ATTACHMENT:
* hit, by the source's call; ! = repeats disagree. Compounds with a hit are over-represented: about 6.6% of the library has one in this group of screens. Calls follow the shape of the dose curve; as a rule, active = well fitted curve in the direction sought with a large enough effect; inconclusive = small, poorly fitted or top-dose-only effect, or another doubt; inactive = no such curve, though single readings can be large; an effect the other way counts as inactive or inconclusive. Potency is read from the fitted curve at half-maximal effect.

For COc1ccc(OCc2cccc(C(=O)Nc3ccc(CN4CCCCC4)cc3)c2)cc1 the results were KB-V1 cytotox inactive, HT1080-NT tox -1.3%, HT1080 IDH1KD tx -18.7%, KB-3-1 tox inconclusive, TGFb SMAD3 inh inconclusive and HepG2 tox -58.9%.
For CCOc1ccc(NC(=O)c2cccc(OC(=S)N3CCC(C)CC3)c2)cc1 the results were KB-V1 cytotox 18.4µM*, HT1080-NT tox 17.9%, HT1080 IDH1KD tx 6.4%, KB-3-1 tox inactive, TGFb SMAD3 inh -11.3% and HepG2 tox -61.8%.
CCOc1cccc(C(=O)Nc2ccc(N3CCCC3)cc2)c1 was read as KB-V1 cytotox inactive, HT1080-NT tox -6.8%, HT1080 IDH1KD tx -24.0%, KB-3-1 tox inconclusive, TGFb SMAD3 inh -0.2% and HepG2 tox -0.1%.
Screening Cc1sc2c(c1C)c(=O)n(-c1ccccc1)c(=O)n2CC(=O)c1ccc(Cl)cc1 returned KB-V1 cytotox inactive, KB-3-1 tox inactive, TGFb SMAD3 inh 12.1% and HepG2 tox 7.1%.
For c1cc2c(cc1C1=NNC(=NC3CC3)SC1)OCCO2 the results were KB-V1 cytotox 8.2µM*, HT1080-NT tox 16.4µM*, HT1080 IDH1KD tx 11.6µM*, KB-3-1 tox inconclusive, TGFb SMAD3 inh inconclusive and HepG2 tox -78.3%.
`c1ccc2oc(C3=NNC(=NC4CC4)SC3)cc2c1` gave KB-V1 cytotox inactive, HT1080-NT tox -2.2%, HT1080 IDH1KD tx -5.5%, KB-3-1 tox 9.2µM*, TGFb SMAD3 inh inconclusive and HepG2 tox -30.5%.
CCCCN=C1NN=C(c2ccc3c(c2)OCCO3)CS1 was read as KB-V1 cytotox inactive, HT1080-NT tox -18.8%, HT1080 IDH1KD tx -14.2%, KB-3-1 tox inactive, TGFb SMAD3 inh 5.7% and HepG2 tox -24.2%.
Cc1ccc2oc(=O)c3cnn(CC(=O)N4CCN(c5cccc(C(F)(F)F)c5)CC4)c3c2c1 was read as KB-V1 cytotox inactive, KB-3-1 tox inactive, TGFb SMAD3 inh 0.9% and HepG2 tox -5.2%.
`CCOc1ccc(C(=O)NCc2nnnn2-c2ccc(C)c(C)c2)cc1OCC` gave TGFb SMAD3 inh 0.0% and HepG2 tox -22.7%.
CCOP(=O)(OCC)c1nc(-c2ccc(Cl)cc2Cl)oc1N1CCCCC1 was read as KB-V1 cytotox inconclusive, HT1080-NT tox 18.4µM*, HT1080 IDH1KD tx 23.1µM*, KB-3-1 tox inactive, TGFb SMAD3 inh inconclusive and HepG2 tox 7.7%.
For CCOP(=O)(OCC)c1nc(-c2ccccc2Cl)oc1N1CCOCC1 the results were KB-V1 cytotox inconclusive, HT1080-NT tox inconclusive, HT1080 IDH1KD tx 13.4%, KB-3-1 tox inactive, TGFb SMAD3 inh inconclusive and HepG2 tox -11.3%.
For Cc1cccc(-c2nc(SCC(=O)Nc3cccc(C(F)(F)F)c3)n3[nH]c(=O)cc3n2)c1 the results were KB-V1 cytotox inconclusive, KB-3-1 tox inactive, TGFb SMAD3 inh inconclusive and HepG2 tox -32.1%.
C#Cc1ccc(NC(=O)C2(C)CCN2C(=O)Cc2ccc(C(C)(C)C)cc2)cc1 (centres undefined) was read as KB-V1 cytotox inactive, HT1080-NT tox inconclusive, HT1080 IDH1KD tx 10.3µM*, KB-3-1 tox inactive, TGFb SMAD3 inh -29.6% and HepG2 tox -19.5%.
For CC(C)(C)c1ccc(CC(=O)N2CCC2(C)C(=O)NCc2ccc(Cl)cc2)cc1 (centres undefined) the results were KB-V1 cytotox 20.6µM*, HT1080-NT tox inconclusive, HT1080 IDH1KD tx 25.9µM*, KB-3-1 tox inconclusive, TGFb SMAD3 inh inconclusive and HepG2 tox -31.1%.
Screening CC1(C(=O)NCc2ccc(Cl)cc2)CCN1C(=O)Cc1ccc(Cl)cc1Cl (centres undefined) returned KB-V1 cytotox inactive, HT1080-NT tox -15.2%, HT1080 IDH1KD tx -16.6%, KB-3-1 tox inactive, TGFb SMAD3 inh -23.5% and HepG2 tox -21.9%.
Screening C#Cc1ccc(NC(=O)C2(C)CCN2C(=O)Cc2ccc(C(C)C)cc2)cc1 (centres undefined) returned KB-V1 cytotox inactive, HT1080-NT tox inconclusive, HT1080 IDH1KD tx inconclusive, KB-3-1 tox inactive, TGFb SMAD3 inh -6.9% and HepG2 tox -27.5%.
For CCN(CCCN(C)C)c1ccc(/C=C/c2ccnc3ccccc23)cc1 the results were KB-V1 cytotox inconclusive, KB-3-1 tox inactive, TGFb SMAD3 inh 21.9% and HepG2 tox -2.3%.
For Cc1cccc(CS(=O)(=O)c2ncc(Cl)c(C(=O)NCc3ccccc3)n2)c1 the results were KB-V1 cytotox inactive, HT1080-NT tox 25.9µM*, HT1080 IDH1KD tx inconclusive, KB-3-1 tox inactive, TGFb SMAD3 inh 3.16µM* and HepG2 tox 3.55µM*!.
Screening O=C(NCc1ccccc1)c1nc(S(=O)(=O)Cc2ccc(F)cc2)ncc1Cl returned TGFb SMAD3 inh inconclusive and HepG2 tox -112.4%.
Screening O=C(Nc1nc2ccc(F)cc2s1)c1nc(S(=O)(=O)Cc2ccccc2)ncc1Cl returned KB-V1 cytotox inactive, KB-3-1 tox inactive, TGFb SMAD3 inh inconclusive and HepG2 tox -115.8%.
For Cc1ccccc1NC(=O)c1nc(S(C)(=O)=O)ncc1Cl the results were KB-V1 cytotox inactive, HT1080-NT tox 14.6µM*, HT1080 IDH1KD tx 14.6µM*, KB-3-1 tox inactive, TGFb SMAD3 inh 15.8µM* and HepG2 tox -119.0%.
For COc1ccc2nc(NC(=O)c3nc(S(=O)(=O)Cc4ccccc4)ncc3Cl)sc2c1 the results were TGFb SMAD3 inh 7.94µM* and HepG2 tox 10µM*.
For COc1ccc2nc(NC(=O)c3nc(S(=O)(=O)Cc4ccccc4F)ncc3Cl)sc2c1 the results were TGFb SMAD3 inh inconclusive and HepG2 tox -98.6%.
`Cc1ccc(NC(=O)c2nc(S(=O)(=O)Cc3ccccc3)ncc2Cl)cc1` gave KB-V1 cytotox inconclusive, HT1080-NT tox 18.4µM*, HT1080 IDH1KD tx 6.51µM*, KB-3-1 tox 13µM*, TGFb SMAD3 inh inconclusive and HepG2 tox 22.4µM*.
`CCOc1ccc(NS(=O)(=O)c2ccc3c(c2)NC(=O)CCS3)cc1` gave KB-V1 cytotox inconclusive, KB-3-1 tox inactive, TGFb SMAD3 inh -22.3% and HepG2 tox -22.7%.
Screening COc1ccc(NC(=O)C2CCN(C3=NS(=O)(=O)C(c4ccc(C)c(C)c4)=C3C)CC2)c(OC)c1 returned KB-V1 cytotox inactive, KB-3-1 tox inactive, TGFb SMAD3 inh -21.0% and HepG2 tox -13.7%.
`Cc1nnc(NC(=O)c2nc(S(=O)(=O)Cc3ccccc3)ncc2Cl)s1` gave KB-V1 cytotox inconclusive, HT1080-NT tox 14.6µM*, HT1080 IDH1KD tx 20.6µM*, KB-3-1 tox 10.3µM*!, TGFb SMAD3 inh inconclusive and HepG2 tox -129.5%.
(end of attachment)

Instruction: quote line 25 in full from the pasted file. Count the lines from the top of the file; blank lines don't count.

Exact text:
`Cc1ccc(NC(=O)c2nc(S(=O)(=O)Cc3ccccc3)ncc2Cl)cc1` gave KB-V1 cytotox inconclusive, HT1080-NT tox 18.4µM*, HT1080 IDH1KD tx 6.51µM*, KB-3-1 tox 13µM*, TGFb SMAD3 inh inconclusive and HepG2 tox 22.4µM*.